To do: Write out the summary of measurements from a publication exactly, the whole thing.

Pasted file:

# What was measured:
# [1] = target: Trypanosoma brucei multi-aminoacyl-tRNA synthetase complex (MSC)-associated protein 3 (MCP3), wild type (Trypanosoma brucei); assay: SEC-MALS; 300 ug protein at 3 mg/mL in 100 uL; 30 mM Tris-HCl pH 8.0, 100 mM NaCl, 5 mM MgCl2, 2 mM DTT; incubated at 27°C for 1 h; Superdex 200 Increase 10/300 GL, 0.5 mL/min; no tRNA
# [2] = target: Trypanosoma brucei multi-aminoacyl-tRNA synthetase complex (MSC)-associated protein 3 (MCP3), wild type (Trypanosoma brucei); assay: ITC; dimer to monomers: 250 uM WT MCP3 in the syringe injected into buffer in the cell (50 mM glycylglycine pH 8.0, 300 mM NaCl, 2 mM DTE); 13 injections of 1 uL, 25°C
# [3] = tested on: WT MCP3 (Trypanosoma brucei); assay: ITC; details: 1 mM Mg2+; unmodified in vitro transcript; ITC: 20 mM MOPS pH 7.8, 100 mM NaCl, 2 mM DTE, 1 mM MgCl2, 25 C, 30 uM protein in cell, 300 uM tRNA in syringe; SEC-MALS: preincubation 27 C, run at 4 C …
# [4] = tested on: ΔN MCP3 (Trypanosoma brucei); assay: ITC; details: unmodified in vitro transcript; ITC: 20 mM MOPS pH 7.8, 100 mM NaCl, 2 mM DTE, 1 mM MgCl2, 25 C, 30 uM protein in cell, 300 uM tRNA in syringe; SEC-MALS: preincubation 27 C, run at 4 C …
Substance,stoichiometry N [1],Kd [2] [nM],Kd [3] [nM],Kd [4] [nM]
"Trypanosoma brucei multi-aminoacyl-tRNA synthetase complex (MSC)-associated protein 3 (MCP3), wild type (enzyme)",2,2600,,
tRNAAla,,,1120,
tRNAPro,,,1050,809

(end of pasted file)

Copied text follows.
# What was measured:
# [1] = target: Trypanosoma brucei multi-aminoacyl-tRNA synthetase complex (MSC)-associated protein 3 (MCP3), wild type (Trypanosoma brucei); assay: SEC-MALS; 300 ug protein at 3 mg/mL in 100 uL; 30 mM Tris-HCl pH 8.0, 100 mM NaCl, 5 mM MgCl2, 2 mM DTT; incubated at 27°C for 1 h; Superdex 200 Increase 10/300 GL, 0.5 mL/min; no tRNA
# [2] = target: Trypanosoma brucei multi-aminoacyl-tRNA synthetase complex (MSC)-associated protein 3 (MCP3), wild type (Trypanosoma brucei); assay: ITC; dimer to monomers: 250 uM WT MCP3 in the syringe injected into buffer in the cell (50 mM glycylglycine pH 8.0, 300 mM NaCl, 2 mM DTE); 13 injections of 1 uL, 25°C
# [3] = tested on: WT MCP3 (Trypanosoma brucei); assay: ITC; details: 1 mM Mg2+; unmodified in vitro transcript; ITC: 20 mM MOPS pH 7.8, 100 mM NaCl, 2 mM DTE, 1 mM MgCl2, 25 C, 30 uM protein in cell, 300 uM tRNA in syringe; SEC-MALS: preincubation 27 C, run at 4 C …
# [4] = tested on: ΔN MCP3 (Trypanosoma brucei); assay: ITC; details: unmodified in vitro transcript; ITC: 20 mM MOPS pH 7.8, 100 mM NaCl, 2 mM DTE, 1 mM MgCl2, 25 C, 30 uM protein in cell, 300 uM tRNA in syringe; SEC-MALS: preincubation 27 C, run at 4 C …
Substance,stoichiometry N [1],Kd [2] [nM],Kd [3] [nM],Kd [4] [nM]
"Trypanosoma brucei multi-aminoacyl-tRNA synthetase complex (MSC)-associated protein 3 (MCP3), wild type (enzyme)",2,2600,,
tRNAAla,,,1120,
tRNAPro,,,1050,809